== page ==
Valerie is a second-year Ph.D. student from Brooklyn, New York. She is interested in early medieval social history in Western Europe, specifically with regard to the history of disability and perceptions of disability in biblical commentaries.
As an undergraduate at Harvard, Valerie earned a B.A. in History, with a secondary field in Medieval Studies. Her senior thesis, “Society and Politics in the English Tournament, 11th-13th Century,” won a Thomas Temple Hoopes Prize and The Class of 1955/Robert T. Coolidge Undergraduate Thesis Prize in Medieval Studies. It argued that the tournament was not a stagnant pastime meant for the English elite, but a competition that mirrored medieval England’s changing social and political dynamics under the Angevin kings. Valerie also earned an M.Phil. in Medieval History from the University of Cambridge, where her dissertation examined perceptions of disability in the Carolingian period.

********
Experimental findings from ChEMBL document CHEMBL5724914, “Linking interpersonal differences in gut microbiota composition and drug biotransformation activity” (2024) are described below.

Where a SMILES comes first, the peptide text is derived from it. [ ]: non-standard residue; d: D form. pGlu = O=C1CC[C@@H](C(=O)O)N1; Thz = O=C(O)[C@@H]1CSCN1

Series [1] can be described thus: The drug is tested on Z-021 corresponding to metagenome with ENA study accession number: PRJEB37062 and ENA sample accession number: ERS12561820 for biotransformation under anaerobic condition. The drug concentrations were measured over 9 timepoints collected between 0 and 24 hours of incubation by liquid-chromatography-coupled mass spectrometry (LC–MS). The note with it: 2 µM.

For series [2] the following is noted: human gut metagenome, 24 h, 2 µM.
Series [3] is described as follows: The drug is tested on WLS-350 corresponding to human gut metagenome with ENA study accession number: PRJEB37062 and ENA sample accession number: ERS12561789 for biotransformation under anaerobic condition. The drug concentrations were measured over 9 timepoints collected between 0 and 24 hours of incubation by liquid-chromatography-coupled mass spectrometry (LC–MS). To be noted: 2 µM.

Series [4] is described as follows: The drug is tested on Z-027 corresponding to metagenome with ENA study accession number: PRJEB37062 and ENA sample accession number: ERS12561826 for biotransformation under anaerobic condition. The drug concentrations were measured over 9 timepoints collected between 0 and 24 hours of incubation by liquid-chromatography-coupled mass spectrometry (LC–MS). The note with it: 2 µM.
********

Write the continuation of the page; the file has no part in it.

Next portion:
Before starting at Princeton, Valerie completed an Ed.M. degree in Higher Education at the Harvard Graduate School of Education, with a focus on inclusive education for students with disabilities. She has given talks on how to prepare students with disabilities for the transition from K-12 to higher education, and has written on the subject for Inside Higher Ed. She has also written about disability-related topics for The New York Times and Hyperallergic.